Today and tomorrow mark the 10 years of Berlin open access conference. The declaration can be read here and the list of 469 signatories are here. Oddly, very few US organizations signed it, Harvard University being the most notable exception.
Open access contributions must satisfy two conditions:The author(s) and right holder(s) of such contributions grant(s) to all users a free, irrevocable, worldwide, right of access to, and a license to copy, use, distribute, transmit and display the work publicly and to make and distribute derivative works, in any digital medium for any responsible purpose, subject to proper attribution of authorship (community standards, will continue to provide the mechanism for enforcement of proper attribution and responsible use of the published work, as they do now), as well as the right to make small numbers of printed copies for their personal use.
A complete version of the work and all supplemental materials, including a copy of the permission as stated above, in an appropriate standard electronic format is deposited (and thus published) in at least one online repository using suitable technical standards (such as the Open Archive definitions) that is supported and maintained by an academic institution, scholarly society, government agency, or other well-established organization that seeks to enable open access, unrestricted distribution, inter operability, and long-term archiving.
For those interested in historical development of open access of scientific publications, Budapest Open Access Initiative came first (2001-2002) and was signed by both Europeans and Americans. Then they seemed to have split on how to attribute derivative work. Americans went ahead with their 2013 “Bethesda Statement on Open Access Publishing” signed by Patrick O. Brown, Diane Cabell, Aravinda Chakravarti, Barbara Cohen, Tony Delamothe, Michael Eisen, Les Grivell, Jean-Claude Gudon, R. Scott Hawley, Richard K. Johnson, Marc W. Kirschner, David Lipman, Arnold P. Lutzker, Elizabeth Marincola, Richard J. Roberts, Gerald M. Rubin, Robert Schloegl, Vivian Siegel, Anthony D. So, Peter Suber, Harold E. Varmus, Jan Velterop, Mark J. Walport, and Linda Watson, whereas the rest of the world chose the Berlin version.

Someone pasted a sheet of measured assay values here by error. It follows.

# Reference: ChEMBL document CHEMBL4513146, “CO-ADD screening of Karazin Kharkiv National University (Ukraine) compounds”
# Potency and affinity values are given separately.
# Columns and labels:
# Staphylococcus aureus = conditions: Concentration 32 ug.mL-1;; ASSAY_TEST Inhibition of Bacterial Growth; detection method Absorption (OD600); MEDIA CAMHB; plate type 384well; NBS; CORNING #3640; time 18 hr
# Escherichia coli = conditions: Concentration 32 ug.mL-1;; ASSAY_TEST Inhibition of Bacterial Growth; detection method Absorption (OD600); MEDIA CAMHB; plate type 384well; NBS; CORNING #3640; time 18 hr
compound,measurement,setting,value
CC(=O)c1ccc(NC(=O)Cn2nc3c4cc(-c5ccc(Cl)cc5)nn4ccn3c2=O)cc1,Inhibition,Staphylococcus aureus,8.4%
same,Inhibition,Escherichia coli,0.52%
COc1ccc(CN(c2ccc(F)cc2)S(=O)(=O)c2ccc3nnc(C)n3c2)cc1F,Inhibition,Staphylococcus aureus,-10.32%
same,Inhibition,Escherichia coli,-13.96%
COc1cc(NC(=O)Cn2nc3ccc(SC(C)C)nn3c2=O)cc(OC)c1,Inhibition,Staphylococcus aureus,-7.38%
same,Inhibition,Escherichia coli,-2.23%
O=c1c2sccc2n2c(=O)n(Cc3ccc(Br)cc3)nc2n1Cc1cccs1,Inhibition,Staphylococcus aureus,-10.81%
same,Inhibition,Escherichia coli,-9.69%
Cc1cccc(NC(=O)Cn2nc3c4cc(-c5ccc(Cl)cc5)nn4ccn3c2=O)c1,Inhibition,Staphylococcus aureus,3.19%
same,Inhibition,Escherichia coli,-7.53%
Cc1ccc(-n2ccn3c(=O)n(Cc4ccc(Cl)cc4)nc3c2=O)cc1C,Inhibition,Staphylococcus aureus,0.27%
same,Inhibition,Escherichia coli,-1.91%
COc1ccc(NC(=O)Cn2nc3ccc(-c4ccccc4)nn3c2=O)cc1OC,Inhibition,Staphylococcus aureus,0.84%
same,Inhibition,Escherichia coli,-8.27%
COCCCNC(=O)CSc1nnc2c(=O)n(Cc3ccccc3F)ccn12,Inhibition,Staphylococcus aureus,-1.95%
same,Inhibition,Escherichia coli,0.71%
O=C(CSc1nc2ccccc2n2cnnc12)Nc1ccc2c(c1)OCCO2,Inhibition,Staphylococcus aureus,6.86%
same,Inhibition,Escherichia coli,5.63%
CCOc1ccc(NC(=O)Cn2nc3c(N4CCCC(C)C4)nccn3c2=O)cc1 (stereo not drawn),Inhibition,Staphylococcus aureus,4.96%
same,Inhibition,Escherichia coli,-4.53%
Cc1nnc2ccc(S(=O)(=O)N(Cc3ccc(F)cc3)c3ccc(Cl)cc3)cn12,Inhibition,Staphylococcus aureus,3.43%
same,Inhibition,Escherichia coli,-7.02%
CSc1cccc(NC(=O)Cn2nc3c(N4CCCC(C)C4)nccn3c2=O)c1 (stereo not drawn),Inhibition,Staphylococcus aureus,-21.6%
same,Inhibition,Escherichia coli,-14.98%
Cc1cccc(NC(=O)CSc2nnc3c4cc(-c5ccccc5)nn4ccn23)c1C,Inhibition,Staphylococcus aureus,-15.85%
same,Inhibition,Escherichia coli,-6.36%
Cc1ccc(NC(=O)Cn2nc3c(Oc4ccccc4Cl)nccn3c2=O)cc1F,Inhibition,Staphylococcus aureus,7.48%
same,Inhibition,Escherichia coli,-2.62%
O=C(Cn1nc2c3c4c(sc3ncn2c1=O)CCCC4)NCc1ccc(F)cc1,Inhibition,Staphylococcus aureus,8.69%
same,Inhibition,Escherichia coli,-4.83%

The Bethesda Statement builds on the BOAI by saying how users will enact open access. Specifically, open access practitioners will put content online with a license granting rights for reuse including the right to make derivative works. The BOAI does not mention derivative works.
For those interested in learning more, a page maintained by Peter Suber of Harvard provides the most comprehensive overview. On the legal aspects -
Because OA uses copyright-holder consent or the expiration of copyright, it does not require the reform, abolition, or infringement of copyright law.
One easy, effective, and increasingly common way for copyright holders to manifest their consent to OA is to use one of the Creative Commons licenses. Many other open-content licenses will also work. Copyright holders could also compose their own licenses or permission statements and attach them to their works (though there are good reasons not to do so without legal advice).
When copyright holders consent to OA, what are they consenting to? Usually they consent in advance to the unrestricted reading, downloading, copying, sharing, storing, printing, searching, linking, and crawling of the full-text of the work. Most authors choose to retain the right to block the distribution of mangled or misattributed copies. Some choose to block commercial re-use of the work. Essentially, these conditions block plagiarism, misrepresentation, and sometimes commercial re-use, and authorize all the uses required by legitimate scholarship, including those required by the technologies that facilitate online scholarly research.
For works not in the public domain, OA depends on copyright-holder consent. Two related conclusions follow: (1) OA is not Napster for science. It’s about lawful sharing, not sharing in disregard of law. (2) OA to copyrighted works is voluntary, even if it is sometimes a condition of a voluntary contract, such as an employment or funding contract. There is no vigilante OA, no infringing, expropriating, or piratical OA.
Of course OA can be implemented badly so that it infringes copyright. But so can ordinary publishing. With a little care it can be implemented well so that doesn’t infringe copyright. Just like ordinary publishing.
If you are looking for the rules for copying and reposting our blog posts, they are summarized in the following link (CC BY-NC).